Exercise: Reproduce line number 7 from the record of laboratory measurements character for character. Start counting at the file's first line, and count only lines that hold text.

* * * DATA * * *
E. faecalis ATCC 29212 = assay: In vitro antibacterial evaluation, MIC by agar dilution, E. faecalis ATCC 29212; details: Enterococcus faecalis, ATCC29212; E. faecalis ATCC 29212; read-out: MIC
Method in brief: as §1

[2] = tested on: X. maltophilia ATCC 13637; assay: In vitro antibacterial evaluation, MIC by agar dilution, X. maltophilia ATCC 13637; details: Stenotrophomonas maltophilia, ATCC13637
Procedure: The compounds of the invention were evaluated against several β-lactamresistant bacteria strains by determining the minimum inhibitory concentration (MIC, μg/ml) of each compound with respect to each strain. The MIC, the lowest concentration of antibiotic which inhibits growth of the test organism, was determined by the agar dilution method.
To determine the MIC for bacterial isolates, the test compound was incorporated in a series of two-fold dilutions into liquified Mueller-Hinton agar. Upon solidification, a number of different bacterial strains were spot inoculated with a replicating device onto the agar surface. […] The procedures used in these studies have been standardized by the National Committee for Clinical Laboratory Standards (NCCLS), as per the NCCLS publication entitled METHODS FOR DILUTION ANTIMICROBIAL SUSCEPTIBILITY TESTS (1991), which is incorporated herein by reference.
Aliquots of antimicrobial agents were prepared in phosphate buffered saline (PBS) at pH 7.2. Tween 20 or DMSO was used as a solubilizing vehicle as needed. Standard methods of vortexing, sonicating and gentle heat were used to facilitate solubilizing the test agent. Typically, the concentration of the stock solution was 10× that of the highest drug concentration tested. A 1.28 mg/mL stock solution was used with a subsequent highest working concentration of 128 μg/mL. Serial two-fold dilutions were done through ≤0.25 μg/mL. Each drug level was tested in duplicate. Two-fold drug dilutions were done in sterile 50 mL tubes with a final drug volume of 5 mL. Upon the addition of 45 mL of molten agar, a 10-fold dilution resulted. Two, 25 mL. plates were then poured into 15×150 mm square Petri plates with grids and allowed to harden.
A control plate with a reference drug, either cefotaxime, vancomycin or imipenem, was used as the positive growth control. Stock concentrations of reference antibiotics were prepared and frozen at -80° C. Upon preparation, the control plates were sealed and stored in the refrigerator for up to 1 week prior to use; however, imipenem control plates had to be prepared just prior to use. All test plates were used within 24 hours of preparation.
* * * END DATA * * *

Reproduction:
A control plate with a reference drug, either cefotaxime, vancomycin or imipenem, was used as the positive growth control. Stock concentrations of reference antibiotics were prepared and frozen at -80° C. Upon preparation, the control plates were sealed and stored in the refrigerator for up to 1 week prior to use; however, imipenem control plates had to be prepared just prior to use. All test plates were used within 24 hours of preparation.